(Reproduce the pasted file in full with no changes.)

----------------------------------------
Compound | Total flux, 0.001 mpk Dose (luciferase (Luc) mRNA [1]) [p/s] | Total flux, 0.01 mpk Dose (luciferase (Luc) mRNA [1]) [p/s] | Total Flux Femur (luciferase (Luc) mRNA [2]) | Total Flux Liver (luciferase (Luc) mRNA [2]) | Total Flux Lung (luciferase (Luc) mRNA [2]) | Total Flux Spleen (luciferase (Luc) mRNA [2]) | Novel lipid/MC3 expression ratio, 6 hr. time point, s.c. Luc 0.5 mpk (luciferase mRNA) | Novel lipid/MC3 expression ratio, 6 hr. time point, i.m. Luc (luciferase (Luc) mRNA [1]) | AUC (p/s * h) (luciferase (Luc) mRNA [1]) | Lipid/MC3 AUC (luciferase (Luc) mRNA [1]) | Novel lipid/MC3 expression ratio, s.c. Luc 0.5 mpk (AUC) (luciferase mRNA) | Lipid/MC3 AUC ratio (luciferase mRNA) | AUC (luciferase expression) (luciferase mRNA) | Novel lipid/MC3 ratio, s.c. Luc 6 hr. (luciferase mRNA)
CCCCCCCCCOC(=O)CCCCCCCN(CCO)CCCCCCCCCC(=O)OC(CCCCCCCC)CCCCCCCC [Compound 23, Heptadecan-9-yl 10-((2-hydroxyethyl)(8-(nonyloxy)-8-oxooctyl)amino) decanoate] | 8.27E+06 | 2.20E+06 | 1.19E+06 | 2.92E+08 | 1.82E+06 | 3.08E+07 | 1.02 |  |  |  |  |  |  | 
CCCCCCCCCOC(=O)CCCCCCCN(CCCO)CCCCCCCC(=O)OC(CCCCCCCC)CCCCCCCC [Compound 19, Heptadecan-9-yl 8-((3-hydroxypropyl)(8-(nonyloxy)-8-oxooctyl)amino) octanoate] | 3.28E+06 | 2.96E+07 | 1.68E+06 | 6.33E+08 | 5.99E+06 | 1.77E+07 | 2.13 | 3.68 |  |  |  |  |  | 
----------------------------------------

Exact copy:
Compound | Total flux, 0.001 mpk Dose (luciferase (Luc) mRNA [1]) [p/s] | Total flux, 0.01 mpk Dose (luciferase (Luc) mRNA [1]) [p/s] | Total Flux Femur (luciferase (Luc) mRNA [2]) | Total Flux Liver (luciferase (Luc) mRNA [2]) | Total Flux Lung (luciferase (Luc) mRNA [2]) | Total Flux Spleen (luciferase (Luc) mRNA [2]) | Novel lipid/MC3 expression ratio, 6 hr. time point, s.c. Luc 0.5 mpk (luciferase mRNA) | Novel lipid/MC3 expression ratio, 6 hr. time point, i.m. Luc (luciferase (Luc) mRNA [1]) | AUC (p/s * h) (luciferase (Luc) mRNA [1]) | Lipid/MC3 AUC (luciferase (Luc) mRNA [1]) | Novel lipid/MC3 expression ratio, s.c. Luc 0.5 mpk (AUC) (luciferase mRNA) | Lipid/MC3 AUC ratio (luciferase mRNA) | AUC (luciferase expression) (luciferase mRNA) | Novel lipid/MC3 ratio, s.c. Luc 6 hr. (luciferase mRNA)
CCCCCCCCCOC(=O)CCCCCCCN(CCO)CCCCCCCCCC(=O)OC(CCCCCCCC)CCCCCCCC [Compound 23, Heptadecan-9-yl 10-((2-hydroxyethyl)(8-(nonyloxy)-8-oxooctyl)amino) decanoate] | 8.27E+06 | 2.20E+06 | 1.19E+06 | 2.92E+08 | 1.82E+06 | 3.08E+07 | 1.02 |  |  |  |  |  |  | 
CCCCCCCCCOC(=O)CCCCCCCN(CCCO)CCCCCCCC(=O)OC(CCCCCCCC)CCCCCCCC [Compound 19, Heptadecan-9-yl 8-((3-hydroxypropyl)(8-(nonyloxy)-8-oxooctyl)amino) octanoate] | 3.28E+06 | 2.96E+07 | 1.68E+06 | 6.33E+08 | 5.99E+06 | 1.77E+07 | 2.13 | 3.68 |  |  |  |  |  | 